I feel slightly guilty about combining two weeks of holiday into one blog post but the “tattie holidays” have been pretty busy. Scottish schools traditionally have a two week mid-term break in October which originated when children would be expected to help gather in the potato or “tattie” harvest.
I travelled to Norfolk by train with my 3 children with fanciful ideas about typing or researching during the journey but trains are so crowded these days and there is not much space to move, store luggage or swing a cat. I was pleased that I remembered to take a flask of my own coffee since the buffet car was out of order. A young passenger asked her mother what century Fenella thought she was in as she was reading, rather than playing on an electronic gadget. The inside joke was that she was actually reading a book on a Kindle! It is quite educational travelling alongside other members of the population 😉
The weather in Norfolk was unusually wet but it was not particularly cold. Freya enjoyed cycling into the village to fetch a few groceries in a bike basket and we spent time with my family. My sister taught Fenella how to crochet and Fergus managed to survive for several days without the dreaded X-box. We had a fun day out in the rain at “Bewilderwood”, an adventure park of tree-houses, zip-wires and imaginary forest creatures. We did a lot of cooking, eating and experimented with the medieval looking contraption that I bought in Norwich for peeling apples.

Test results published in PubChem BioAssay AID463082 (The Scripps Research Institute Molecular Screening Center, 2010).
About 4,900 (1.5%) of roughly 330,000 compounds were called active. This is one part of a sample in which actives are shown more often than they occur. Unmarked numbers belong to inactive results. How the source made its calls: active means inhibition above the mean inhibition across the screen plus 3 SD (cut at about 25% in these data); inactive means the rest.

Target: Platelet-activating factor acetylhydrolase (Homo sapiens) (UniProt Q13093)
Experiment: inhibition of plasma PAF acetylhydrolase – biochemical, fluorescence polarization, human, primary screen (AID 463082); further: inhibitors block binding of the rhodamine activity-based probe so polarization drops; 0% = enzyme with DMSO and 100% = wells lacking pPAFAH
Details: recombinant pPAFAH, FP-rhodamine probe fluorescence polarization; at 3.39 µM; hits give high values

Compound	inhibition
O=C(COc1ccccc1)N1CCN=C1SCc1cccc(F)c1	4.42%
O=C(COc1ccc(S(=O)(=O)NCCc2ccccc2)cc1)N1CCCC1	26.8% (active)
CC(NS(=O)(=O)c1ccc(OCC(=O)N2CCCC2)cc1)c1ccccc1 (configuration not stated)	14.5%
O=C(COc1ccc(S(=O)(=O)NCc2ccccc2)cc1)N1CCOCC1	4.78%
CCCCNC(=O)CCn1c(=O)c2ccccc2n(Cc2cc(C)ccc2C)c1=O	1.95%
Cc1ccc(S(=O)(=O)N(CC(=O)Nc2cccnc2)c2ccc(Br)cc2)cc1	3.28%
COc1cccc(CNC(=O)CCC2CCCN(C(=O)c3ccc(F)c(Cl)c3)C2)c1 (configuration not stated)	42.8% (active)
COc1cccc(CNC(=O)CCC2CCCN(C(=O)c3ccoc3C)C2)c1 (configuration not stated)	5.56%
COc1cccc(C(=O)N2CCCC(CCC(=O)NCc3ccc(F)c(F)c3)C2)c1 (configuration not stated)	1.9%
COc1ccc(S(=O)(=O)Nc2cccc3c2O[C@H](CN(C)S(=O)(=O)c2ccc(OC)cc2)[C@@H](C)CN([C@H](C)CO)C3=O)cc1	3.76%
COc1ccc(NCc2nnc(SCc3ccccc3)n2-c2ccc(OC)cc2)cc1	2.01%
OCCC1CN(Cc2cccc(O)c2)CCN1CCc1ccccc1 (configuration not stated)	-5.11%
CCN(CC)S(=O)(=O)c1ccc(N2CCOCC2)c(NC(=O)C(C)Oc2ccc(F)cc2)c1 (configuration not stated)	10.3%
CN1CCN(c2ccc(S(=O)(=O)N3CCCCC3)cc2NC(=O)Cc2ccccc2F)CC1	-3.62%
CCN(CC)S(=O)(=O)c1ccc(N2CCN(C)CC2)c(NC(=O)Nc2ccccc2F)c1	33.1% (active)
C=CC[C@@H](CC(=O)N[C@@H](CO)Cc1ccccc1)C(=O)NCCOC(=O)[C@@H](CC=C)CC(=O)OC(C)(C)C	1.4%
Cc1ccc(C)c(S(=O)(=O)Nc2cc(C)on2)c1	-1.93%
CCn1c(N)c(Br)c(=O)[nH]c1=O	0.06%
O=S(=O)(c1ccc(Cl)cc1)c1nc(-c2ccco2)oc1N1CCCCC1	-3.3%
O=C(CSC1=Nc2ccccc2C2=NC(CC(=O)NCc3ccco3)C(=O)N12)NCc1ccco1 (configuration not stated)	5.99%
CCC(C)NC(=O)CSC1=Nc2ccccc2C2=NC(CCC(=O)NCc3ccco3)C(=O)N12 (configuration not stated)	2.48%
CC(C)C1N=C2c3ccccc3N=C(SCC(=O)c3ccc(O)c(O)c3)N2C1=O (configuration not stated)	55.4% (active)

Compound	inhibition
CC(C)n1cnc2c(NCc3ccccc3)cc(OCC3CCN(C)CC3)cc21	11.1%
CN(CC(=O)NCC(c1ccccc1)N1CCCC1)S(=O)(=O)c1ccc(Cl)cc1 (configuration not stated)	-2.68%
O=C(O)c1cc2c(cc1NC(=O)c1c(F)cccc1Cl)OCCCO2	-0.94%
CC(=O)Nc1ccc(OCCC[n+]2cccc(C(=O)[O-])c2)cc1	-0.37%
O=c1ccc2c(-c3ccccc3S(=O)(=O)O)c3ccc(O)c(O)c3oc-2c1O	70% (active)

When we returned to Scotland I had to rearrange Fenella’s bedroom for a sleepover, wrap presents and make a huge quadruple layer chocolate marble cake topped with rocky road icing. It was suddenly Thursday afternoon in the second week of the holidays by the time all of that was over and I still had to collect new business cards, finish off the house blocks and complete the third silver Viking helmet that I decided to take with me to the Quilt Festival, Houston in case anyone wants to buy it. I was also delighted to receive a complimentary copy of Machine Quilting Unlimited as an article about Scottish yurt panel, Willowbay Herb, featured on p78.
I bought travel gin in pouches instead of a heavy glass bottle and packed for my trip at last. I am struggling to get rid of a stinking cold and also keeping a close eye on USA weather warnings for “Frankenstorm”, which I hope will not adversely affect my transatlantic flight on Monday. Thankfully, the unseasonably early snow that settled here on Friday has now turned to rain. Perhaps I should make a a long quilty shopping list to keep me busy…
I made it just in time for my talk at Aberdeen North Embroidery Guild by the skin of my teeth as my sat-nav lady had a bit of a meltdown in the dark and could not take me somewhere perfectly straightforward less than 15 miles away from home. The ladies seemed to enjoy some of the quilts that I have produced in the last 6 years.